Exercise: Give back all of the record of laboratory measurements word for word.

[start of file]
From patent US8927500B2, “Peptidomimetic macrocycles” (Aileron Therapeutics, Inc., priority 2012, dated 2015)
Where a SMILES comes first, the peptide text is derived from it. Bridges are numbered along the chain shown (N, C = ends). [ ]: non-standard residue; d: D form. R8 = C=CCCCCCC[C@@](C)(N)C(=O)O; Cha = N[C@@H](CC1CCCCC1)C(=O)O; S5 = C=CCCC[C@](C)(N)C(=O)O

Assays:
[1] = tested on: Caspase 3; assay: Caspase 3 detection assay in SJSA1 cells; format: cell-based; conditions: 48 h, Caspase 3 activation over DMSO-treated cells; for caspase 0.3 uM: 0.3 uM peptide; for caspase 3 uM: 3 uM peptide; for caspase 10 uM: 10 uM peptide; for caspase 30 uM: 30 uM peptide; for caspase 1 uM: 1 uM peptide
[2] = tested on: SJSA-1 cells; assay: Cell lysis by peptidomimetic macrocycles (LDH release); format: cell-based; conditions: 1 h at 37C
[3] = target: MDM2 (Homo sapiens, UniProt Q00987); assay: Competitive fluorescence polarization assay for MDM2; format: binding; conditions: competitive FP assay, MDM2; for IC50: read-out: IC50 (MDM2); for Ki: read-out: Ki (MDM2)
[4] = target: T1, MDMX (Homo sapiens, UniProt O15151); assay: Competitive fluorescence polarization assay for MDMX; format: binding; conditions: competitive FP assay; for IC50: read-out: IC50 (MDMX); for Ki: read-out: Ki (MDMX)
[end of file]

From patent US8927500B2, “Peptidomimetic macrocycles” (Aileron Therapeutics, Inc., priority 2012, dated 2015)
Where a SMILES comes first, the peptide text is derived from it. Bridges are numbered along the chain shown (N, C = ends). [ ]: non-standard residue; d: D form. R8 = C=CCCCCCC[C@@](C)(N)C(=O)O; Cha = N[C@@H](CC1CCCCC1)C(=O)O; S5 = C=CCCC[C@](C)(N)C(=O)O

Assays:
[1] = tested on: Caspase 3; assay: Caspase 3 detection assay in SJSA1 cells; format: cell-based; conditions: 48 h, Caspase 3 activation over DMSO-treated cells; for caspase 0.3 uM: 0.3 uM peptide; for caspase 3 uM: 3 uM peptide; for caspase 10 uM: 10 uM peptide; for caspase 30 uM: 30 uM peptide; for caspase 1 uM: 1 uM peptide
[2] = tested on: SJSA-1 cells; assay: Cell lysis by peptidomimetic macrocycles (LDH release); format: cell-based; conditions: 1 h at 37C
[3] = target: MDM2 (Homo sapiens, UniProt Q00987); assay: Competitive fluorescence polarization assay for MDM2; format: binding; conditions: competitive FP assay, MDM2; for IC50: read-out: IC50 (MDM2); for Ki: read-out: Ki (MDM2)
[4] = target: T1, MDMX (Homo sapiens, UniProt O15151); assay: Competitive fluorescence polarization assay for MDMX; format: binding; conditions: competitive FP assay; for IC50: read-out: IC50 (MDMX); for Ki: read-out: Ki (MDMX)